An experimental cancer vaccine developed on the lines of AstraZeneca’s Covid jab has shown promise in treating patients with head and neck cancers.
The vaccine, made from individual patients’ own DNA, was given to eight head and neck cancers in the UK, after they had received standard treatment, Sky News reported.
None of the patients went on to relapse several months later, according to preliminary data from a clinical trial being run at The Clatterbridge Cancer Centre.
On the other hand, the cancer has returned in two of eight patients who weren’t immunised.
However, since the trial numbers are too small to draw firm statistical conclusions, Professor Christian Ottensmeier, a consultant medical oncologist and director of clinical research at the centre, told Sky News he was “cautiously optimistic”.
“I am really hopeful, yes. I am quite excited about it. All the data are pointing in the right direction,” he was quoted as saying.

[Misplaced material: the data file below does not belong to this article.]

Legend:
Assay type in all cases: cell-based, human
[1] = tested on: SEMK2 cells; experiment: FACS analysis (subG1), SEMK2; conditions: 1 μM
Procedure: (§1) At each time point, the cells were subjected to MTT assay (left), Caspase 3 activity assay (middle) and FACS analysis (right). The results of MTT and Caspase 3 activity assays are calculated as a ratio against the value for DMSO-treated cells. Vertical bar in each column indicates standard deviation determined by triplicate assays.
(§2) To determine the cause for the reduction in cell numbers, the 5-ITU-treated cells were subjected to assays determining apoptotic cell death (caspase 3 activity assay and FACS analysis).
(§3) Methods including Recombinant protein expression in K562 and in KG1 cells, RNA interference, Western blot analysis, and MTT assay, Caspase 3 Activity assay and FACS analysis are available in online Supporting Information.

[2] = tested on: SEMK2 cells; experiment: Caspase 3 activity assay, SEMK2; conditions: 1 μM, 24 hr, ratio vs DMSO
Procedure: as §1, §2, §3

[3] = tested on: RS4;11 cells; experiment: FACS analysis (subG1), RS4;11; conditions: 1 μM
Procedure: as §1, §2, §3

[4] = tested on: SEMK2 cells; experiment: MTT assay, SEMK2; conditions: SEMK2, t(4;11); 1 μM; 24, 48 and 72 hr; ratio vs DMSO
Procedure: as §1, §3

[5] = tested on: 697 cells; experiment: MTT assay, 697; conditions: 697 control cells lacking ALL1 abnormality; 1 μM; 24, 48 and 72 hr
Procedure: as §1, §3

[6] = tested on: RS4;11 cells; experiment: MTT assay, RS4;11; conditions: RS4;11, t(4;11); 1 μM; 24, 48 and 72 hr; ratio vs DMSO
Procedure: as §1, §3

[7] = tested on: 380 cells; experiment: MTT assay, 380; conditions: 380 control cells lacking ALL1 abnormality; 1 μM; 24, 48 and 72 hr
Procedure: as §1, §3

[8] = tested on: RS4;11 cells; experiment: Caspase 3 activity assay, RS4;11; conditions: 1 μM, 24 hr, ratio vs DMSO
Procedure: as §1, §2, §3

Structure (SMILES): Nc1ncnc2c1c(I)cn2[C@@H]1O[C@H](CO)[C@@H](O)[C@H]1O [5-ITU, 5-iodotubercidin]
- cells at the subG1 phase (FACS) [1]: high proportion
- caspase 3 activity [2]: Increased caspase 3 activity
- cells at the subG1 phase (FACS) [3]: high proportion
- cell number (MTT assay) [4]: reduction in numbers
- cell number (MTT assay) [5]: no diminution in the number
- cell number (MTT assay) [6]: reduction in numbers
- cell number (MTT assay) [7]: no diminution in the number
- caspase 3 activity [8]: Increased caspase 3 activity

A small clinical trial of the vaccine on patients with ovarian cancer in France and the US is also showing promising results, the report said.
The jab, codenamed TG4050, developed by a French company called Transgene uses DNA from an individual patient’s tumour and pastes into a harmless virus.
When the genetically modified virus is injected into the body, it trains the immune system to be on watch for cancer cells, hopefully destroying them at an early stage before there is even a lump, the report said.
“The immune system can see things we can’t see on scans,” said Ottensmeier.
“It’s much smarter than human beings.
“If we can train the immune system to pick those cells that would otherwise lead to a relapse at a time when we can’t even see them, then the long-term survival chances for our patients are much higher,” Ottensmeier noted.
Thirty patients are taking part in the trial for head and neck cancer. Half will be given the vaccine as soon as they finish conventional treatment, with the other half receiving it only when they relapse, the report said.